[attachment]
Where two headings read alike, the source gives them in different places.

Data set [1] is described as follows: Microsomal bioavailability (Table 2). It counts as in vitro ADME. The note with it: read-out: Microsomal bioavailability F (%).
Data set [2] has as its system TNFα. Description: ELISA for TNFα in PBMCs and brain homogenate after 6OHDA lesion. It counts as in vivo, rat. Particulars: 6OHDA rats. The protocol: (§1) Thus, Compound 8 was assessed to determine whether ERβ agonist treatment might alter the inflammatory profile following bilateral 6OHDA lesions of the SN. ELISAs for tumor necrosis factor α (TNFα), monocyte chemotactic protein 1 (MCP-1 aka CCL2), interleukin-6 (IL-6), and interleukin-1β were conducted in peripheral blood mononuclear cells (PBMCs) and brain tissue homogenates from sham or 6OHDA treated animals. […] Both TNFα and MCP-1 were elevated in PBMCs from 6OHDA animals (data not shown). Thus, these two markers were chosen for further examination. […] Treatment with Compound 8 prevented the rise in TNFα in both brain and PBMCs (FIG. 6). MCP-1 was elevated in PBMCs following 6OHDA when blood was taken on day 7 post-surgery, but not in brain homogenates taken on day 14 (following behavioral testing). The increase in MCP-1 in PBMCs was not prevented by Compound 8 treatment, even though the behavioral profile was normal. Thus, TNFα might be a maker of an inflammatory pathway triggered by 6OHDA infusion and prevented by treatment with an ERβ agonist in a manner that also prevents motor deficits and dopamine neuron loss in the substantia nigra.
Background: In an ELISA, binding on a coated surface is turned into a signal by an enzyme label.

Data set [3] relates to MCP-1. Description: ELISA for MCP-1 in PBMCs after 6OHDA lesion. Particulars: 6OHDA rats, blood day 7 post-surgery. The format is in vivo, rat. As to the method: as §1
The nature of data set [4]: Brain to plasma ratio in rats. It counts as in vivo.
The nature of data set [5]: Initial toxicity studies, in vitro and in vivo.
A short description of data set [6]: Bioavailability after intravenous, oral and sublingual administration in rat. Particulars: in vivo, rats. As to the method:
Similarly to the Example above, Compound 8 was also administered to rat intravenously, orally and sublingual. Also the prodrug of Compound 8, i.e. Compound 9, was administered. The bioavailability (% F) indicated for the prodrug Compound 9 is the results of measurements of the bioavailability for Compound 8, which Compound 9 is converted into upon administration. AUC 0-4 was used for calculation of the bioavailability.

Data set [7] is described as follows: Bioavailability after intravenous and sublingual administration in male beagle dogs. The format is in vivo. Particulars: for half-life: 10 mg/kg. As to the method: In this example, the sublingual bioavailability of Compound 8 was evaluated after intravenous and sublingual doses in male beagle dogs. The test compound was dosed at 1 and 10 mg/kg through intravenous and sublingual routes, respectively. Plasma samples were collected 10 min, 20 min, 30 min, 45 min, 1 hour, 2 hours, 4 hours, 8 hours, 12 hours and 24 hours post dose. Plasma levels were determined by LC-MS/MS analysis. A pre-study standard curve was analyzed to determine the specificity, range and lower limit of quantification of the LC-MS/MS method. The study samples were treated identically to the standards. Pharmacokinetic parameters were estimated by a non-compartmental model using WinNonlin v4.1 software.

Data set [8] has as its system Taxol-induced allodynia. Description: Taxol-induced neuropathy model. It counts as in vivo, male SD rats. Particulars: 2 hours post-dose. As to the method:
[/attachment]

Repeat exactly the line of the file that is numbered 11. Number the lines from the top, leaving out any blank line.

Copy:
Data set [8] has as its system Taxol-induced allodynia. Description: Taxol-induced neuropathy model. It counts as in vivo, male SD rats. Particulars: 2 hours post-dose. As to the method: